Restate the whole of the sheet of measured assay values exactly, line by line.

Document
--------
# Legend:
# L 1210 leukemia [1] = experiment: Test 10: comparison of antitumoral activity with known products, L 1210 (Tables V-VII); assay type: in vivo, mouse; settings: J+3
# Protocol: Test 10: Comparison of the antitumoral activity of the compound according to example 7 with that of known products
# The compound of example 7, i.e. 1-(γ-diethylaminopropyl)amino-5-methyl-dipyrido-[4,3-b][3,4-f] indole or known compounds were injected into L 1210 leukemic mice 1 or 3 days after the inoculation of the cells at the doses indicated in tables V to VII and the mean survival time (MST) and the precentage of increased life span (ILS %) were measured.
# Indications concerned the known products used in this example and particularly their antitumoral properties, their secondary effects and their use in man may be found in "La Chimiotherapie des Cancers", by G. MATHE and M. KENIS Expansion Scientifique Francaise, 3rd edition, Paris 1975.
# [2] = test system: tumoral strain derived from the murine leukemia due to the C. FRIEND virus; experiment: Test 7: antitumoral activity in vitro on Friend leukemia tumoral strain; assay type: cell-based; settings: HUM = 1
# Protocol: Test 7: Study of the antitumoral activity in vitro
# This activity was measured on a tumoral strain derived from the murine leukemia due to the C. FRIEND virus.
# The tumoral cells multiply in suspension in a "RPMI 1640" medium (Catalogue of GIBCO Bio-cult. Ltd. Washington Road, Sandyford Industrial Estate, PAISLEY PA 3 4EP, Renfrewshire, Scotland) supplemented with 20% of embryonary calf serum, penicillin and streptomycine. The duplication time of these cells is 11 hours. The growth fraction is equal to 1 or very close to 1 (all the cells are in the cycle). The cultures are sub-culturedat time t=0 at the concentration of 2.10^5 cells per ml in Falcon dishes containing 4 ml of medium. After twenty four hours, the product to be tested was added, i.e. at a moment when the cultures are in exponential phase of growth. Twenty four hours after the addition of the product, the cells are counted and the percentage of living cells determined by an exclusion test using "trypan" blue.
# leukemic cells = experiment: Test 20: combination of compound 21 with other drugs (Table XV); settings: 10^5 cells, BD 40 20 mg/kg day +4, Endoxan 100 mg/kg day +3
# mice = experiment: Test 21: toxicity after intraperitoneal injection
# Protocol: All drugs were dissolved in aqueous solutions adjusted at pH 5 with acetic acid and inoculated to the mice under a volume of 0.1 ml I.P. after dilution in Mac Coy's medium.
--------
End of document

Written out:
# Legend:
# L 1210 leukemia [1] = experiment: Test 10: comparison of antitumoral activity with known products, L 1210 (Tables V-VII); assay type: in vivo, mouse; settings: J+3
# Protocol: Test 10: Comparison of the antitumoral activity of the compound according to example 7 with that of known products
# The compound of example 7, i.e. 1-(γ-diethylaminopropyl)amino-5-methyl-dipyrido-[4,3-b][3,4-f] indole or known compounds were injected into L 1210 leukemic mice 1 or 3 days after the inoculation of the cells at the doses indicated in tables V to VII and the mean survival time (MST) and the precentage of increased life span (ILS %) were measured.
# Indications concerned the known products used in this example and particularly their antitumoral properties, their secondary effects and their use in man may be found in "La Chimiotherapie des Cancers", by G. MATHE and M. KENIS Expansion Scientifique Francaise, 3rd edition, Paris 1975.
# [2] = test system: tumoral strain derived from the murine leukemia due to the C. FRIEND virus; experiment: Test 7: antitumoral activity in vitro on Friend leukemia tumoral strain; assay type: cell-based; settings: HUM = 1
# Protocol: Test 7: Study of the antitumoral activity in vitro
# This activity was measured on a tumoral strain derived from the murine leukemia due to the C. FRIEND virus.
# The tumoral cells multiply in suspension in a "RPMI 1640" medium (Catalogue of GIBCO Bio-cult. Ltd. Washington Road, Sandyford Industrial Estate, PAISLEY PA 3 4EP, Renfrewshire, Scotland) supplemented with 20% of embryonary calf serum, penicillin and streptomycine. The duplication time of these cells is 11 hours. The growth fraction is equal to 1 or very close to 1 (all the cells are in the cycle). The cultures are sub-culturedat time t=0 at the concentration of 2.10^5 cells per ml in Falcon dishes containing 4 ml of medium. After twenty four hours, the product to be tested was added, i.e. at a moment when the cultures are in exponential phase of growth. Twenty four hours after the addition of the product, the cells are counted and the percentage of living cells determined by an exclusion test using "trypan" blue.
# leukemic cells = experiment: Test 20: combination of compound 21 with other drugs (Table XV); settings: 10^5 cells, BD 40 20 mg/kg day +4, Endoxan 100 mg/kg day +3
# mice = experiment: Test 21: toxicity after intraperitoneal injection
# Protocol: All drugs were dissolved in aqueous solutions adjusted at pH 5 with acetic acid and inoculated to the mice under a volume of 0.1 ml I.P. after dilution in Mac Coy's medium.